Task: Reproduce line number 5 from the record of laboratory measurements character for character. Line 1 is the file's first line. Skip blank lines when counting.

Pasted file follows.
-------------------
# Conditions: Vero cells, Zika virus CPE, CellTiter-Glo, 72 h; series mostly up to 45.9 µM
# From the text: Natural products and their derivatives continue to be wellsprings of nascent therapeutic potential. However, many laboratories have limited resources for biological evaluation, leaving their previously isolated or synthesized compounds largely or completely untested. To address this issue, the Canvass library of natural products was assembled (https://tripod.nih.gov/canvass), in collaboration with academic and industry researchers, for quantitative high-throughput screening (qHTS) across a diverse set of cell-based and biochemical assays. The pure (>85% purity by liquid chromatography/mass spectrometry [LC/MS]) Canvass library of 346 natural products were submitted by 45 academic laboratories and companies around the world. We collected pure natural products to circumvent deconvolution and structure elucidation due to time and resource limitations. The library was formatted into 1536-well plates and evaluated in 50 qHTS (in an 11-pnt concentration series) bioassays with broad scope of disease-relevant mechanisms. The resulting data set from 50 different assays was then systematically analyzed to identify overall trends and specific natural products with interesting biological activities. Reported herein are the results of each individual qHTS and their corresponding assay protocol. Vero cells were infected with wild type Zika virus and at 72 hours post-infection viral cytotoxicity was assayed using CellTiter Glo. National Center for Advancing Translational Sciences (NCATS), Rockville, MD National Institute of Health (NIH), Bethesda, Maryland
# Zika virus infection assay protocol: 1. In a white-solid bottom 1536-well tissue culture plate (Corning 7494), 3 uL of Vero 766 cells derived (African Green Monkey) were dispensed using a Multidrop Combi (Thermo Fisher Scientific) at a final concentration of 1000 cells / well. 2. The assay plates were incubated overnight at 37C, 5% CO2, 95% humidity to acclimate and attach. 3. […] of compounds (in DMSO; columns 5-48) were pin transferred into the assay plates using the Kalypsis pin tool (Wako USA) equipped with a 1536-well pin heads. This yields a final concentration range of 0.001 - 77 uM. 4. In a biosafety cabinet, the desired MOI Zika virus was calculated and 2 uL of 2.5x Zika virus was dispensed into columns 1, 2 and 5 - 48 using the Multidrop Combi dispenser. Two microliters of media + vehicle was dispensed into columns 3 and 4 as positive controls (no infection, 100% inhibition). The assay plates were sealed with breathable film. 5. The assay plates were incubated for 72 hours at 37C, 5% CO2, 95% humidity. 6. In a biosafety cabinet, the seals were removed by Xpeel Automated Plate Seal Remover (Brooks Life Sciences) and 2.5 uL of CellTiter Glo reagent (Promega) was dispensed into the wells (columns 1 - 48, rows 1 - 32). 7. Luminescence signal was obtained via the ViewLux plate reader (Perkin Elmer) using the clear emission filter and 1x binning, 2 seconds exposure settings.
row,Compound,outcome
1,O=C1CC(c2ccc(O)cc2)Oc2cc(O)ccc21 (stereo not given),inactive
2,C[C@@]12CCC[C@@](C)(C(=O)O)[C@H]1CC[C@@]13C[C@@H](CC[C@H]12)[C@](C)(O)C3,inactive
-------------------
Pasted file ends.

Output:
1,O=C1CC(c2ccc(O)cc2)Oc2cc(O)ccc21 (stereo not given),inactive